A Survey of Classical and Modern Geometries: With Computer Activities by Arthur BaragarA Survey of Classical and Modern Geometries: With Computer Activities by Arthur Baragar

A Survey of Classical and Modern Geometries: With Computer Activities

byArthur Baragar

Paperback | December 20, 2000

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This book emphasizes the beauty of geometry using a modern approach. Models & computer exercises help readers to cultivate geometric intuition. Topics include Euclidean Geometry, Hand Constructions, Geometer's Sketch Pad, Hyperbolic Geometry, Tilings & Lattices, Spherical Geometry, Projective Geometry, Finite Geometry, and Modern Geometry Research. Ideal for geometry at an intermediate level.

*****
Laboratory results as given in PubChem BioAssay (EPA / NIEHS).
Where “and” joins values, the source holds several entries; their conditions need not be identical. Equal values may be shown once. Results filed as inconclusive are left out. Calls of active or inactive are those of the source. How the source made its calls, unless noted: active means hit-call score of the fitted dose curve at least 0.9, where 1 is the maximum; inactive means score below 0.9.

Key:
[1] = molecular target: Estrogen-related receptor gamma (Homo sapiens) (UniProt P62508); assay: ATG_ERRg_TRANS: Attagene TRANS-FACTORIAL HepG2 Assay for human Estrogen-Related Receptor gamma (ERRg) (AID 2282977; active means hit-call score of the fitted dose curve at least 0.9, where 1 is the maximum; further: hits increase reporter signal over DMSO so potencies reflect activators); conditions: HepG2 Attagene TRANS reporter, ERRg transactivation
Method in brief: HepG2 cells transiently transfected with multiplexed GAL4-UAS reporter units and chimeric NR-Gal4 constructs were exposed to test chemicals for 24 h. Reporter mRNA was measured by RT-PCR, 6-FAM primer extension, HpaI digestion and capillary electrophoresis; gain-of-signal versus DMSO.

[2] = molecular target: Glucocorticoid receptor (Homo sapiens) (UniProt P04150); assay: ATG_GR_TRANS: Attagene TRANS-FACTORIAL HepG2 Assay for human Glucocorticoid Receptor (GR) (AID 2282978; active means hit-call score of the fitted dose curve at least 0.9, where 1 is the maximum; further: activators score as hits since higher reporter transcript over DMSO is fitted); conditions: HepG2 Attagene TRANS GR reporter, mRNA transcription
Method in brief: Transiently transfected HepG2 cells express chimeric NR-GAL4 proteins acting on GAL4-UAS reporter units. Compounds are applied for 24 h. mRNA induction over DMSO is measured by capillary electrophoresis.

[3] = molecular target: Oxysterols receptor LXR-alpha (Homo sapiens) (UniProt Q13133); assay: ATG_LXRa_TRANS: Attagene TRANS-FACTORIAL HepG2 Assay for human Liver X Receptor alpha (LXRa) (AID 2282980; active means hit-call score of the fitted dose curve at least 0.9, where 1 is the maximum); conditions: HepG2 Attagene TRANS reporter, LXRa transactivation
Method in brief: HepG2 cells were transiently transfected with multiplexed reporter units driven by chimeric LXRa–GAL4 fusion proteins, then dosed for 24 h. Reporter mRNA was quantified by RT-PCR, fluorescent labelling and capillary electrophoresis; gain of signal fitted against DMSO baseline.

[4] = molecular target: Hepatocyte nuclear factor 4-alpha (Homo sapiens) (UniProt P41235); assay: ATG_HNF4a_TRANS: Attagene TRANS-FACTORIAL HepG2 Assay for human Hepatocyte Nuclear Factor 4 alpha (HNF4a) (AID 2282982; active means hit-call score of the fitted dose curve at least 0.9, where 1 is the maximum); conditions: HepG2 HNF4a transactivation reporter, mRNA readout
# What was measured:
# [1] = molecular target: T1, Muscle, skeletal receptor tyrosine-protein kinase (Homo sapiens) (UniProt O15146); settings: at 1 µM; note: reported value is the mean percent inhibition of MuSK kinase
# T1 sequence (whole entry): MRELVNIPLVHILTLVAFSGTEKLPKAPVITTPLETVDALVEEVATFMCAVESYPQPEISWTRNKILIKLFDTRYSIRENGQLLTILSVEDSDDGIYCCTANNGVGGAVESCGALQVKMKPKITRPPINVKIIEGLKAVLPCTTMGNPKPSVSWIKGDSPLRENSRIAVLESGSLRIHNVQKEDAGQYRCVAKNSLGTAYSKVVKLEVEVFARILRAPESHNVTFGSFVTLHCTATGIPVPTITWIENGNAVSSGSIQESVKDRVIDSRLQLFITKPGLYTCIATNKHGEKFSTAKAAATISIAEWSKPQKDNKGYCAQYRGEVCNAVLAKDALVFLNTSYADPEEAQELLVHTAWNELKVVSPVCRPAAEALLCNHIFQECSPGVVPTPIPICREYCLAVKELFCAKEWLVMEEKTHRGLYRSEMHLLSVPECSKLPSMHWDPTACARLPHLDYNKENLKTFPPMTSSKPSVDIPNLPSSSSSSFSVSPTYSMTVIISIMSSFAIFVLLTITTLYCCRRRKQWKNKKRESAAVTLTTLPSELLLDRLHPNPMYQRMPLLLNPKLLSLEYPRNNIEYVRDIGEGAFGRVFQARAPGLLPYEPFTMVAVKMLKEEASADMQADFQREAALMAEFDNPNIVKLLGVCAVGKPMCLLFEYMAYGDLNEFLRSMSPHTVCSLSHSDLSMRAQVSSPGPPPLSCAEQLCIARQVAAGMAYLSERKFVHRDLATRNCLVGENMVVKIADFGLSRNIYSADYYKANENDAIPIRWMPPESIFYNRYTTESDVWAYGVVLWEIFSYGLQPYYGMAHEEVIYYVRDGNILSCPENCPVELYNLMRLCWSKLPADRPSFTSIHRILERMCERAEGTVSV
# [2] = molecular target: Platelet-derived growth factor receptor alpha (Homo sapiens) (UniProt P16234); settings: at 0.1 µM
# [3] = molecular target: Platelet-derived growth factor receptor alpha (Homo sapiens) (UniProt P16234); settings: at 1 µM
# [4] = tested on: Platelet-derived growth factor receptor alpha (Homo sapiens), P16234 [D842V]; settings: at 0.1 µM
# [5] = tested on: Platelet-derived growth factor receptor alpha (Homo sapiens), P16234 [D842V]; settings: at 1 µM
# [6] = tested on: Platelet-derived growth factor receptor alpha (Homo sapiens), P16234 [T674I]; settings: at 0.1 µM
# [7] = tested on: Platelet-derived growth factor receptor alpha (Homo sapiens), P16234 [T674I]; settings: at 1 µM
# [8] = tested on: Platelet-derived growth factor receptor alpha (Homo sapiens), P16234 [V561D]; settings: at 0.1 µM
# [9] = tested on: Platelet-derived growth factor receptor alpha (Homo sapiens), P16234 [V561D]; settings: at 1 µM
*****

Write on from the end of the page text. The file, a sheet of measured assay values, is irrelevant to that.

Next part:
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Title:A Survey of Classical and Modern Geometries: With Computer ActivitiesFormat:PaperbackDimensions:370 pages, 9 × 6 × 1.1 inPublished:December 20, 2000Publisher:Pearson EducationLanguage:English

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ISBN - 10:0130143189

ISBN - 13:9780130143181

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Reviews

From the Author